Trauma Survivors Network - provided by ATS

Survive. Connect. Rebuild.

A Program of the ATS

Bruce Munsky's Story

This is my story of losing a lot but gaining much more at the same time. My motor vehicle accident occurred on June 2, 2006. This was my last day as a Business Development Director at Veteran Communications Corporation. I was driving on Route 175 in Columbia MD, headed to Veteran Communications Corporation to turn in all of my company owned electronics and business proposals or quotes. I was starting a new opportunity in 2 weeks that offered a higher level position and income. At 28 years old my life was good and my career was advancing. While driving on Rt. 175, I crashed into the back of one of those huge construction cranes that are used in the repair of telephone poles. The back of this crane looks like a steel wall. It had just broken down in the middle of Route 175. My truck, Ford F250 Diesel Stake Body, looked like it was put in a trash compactor with me caught in the middle. This truck was built like a little tank. The only reason I was driving my truck this day was because my Oldsmobile was at a glass repair shop. My 3 year old son, Hurricane Andrew, broke the windshield 3 days before my accident. My son may have saved my life by breaking the window on the car I should have been driving. Things happen for a reason.

The jaws of life were used to pry me out of my truck. I was flown to the University of Maryland Medical Center, (UMMC), Shock Trauma. Here surgeons spent a month saving my life and repairing my injuries from head to toe. My injuries include a Severe Traumatic Brain Injury(TBI), facial fractures, many lacerated organs including heart and aorta, abdominal trauma resulting in removal of abdominal muscle in several areas, bones broken and fractured including rib cage, left femur requiring a medal rod, screws to repair my right talus and many other injuries. I remained in a coma for most of my time at Shock Trauma. My wife, family, and friends told me when I came out of my coma I was acting oddly. During my time in Shock Trauma my wife was being told by the doctors they may not be able to save my life, I may not come out of my coma, I could have significant cognitive deficits due to my Severe Traumatic Brain Injury, and I may never walk again. My wife told my mother and father no matter what happens to Bruce I am not going anywhere and she didn’t. I spent 3 weeks at Kernan Rehabilitation’s Brain Injury Unit in Baltimore Maryland. While at Kernan Rehabilitation I was like a new born baby. I had to learn how to talk, write, and walk again because of my Severe TBI, and other injuries. Because of my Severe TBI the only thing I remember from the day of my accident until the day I was discharged as an inpatient from Kernan Rehabilitation was kissing my wife and kids goodbye like I normally did before going to work. After being discharged from Kernan Rehabilitation, I had a long road off recovery ahead of me.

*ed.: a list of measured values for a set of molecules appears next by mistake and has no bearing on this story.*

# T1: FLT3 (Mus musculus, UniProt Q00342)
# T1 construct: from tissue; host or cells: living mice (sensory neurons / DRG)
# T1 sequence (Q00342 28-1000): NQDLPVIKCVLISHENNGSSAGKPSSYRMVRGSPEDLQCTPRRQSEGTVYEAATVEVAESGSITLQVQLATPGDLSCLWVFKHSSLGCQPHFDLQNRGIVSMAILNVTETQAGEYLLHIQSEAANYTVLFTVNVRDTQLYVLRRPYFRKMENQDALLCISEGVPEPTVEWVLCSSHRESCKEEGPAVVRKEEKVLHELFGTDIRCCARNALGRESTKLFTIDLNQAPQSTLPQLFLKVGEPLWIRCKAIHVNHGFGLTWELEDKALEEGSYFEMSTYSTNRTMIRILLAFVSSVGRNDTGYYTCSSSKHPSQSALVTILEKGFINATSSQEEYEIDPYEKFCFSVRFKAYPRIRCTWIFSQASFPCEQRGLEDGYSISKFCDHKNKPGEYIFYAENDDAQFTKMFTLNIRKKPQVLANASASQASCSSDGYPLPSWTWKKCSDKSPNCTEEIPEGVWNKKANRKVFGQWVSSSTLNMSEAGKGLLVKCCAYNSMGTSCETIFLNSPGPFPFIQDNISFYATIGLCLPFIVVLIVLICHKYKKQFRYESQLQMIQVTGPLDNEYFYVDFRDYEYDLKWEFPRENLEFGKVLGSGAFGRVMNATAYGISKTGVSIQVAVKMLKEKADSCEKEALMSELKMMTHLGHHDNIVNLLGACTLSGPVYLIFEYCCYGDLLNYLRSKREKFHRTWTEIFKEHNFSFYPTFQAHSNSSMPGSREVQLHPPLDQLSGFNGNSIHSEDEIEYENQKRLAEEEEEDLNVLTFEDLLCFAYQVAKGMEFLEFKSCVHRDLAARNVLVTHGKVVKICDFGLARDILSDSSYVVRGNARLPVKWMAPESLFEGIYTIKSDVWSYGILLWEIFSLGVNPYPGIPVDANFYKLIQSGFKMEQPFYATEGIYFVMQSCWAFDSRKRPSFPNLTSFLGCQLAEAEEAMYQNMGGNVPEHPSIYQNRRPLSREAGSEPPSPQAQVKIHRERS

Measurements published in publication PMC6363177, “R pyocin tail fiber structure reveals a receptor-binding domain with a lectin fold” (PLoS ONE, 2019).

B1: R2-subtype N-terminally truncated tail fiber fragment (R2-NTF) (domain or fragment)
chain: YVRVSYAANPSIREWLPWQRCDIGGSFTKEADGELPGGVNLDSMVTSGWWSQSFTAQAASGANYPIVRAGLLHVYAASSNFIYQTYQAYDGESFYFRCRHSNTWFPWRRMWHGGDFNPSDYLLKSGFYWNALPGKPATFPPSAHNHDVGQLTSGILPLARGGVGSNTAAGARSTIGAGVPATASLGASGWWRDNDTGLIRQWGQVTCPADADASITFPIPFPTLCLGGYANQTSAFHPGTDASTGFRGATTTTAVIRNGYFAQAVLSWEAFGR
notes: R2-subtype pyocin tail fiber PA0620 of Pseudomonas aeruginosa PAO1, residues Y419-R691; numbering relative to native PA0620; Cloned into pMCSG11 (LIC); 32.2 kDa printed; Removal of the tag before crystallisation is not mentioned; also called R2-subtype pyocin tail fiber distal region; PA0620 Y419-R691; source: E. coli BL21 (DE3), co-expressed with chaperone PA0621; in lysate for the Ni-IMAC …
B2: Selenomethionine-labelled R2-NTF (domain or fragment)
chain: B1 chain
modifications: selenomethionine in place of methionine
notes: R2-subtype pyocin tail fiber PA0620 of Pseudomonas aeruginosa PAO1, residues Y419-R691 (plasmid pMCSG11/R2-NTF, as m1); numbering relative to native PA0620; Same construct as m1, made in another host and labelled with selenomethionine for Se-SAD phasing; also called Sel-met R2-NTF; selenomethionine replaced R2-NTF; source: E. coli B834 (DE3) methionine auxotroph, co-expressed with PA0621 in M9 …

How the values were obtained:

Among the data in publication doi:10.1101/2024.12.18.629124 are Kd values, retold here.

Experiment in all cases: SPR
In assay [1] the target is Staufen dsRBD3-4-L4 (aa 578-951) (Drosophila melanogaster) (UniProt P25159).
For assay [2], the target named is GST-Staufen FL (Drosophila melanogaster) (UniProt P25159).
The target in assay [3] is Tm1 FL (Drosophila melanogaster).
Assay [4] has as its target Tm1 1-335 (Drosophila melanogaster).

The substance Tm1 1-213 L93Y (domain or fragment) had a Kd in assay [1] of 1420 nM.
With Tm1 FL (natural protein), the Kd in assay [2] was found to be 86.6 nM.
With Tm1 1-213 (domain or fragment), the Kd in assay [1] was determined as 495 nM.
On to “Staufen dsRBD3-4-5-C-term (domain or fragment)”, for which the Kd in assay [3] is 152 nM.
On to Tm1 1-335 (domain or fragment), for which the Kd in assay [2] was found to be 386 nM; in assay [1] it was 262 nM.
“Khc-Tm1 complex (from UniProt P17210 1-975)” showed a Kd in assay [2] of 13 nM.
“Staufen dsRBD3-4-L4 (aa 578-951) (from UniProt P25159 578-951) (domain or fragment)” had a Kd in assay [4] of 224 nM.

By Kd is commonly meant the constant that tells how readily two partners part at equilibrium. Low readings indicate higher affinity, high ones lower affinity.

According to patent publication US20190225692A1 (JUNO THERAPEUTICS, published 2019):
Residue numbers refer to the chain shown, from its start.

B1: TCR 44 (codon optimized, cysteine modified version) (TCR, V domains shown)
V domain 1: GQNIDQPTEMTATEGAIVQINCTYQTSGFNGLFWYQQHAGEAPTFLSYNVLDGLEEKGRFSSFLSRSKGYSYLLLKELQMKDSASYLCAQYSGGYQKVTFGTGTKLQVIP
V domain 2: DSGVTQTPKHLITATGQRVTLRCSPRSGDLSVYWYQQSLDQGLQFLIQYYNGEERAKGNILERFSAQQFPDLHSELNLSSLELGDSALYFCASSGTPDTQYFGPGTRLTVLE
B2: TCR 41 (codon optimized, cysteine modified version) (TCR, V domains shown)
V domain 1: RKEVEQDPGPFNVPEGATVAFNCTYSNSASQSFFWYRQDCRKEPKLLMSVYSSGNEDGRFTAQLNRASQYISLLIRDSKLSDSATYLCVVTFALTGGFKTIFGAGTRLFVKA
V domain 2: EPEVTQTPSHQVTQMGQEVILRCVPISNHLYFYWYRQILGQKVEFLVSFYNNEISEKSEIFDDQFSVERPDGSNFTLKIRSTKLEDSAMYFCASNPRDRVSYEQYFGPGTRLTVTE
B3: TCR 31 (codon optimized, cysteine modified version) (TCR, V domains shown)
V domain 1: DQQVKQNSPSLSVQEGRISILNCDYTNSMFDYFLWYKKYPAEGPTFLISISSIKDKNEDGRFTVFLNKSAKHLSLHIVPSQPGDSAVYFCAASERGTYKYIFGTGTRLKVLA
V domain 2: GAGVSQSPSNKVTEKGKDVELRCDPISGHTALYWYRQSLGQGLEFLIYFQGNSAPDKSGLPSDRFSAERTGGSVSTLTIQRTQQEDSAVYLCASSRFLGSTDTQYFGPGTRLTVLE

My fight to recover started the second my accident happened and will continue as long as I am alive. Since my accident, I have had over a 100 operations in different areas throughout my entire body. The reason I know this is because my lawyer put together documents listing the date, locations, and type of operations I have had since my accident. I have had an operation every couple of months for the last 7 years since my accident. My last operation was on April, 15, 2013. The extent of my injuries has caused permanent damage and disabilities throughout my body requiring medications to be or feel normal. Outpatient rehabilitation and counseling gave me the tools necessary to deal with my recovery and showed me ways to compensate for my cognitive deficits like short term memory loss.